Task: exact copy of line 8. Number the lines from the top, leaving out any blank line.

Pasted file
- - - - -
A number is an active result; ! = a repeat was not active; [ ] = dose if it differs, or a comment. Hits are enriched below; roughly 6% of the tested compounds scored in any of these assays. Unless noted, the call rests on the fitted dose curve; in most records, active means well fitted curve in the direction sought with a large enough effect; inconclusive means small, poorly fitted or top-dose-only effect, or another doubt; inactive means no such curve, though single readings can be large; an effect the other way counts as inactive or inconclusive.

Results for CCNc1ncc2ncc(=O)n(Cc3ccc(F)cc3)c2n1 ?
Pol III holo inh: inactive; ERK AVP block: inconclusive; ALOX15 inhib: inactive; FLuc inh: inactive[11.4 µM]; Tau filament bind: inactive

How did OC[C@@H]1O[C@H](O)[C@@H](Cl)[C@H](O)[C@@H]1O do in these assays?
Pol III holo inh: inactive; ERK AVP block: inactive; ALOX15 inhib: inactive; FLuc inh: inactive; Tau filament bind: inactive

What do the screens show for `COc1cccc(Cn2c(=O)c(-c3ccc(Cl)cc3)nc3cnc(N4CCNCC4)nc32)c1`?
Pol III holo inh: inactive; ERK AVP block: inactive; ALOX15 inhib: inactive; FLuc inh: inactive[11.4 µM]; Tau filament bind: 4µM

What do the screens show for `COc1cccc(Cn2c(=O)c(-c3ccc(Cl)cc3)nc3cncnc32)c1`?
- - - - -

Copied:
What do the screens show for `COc1cccc(Cn2c(=O)c(-c3ccc(Cl)cc3)nc3cncnc32)c1`?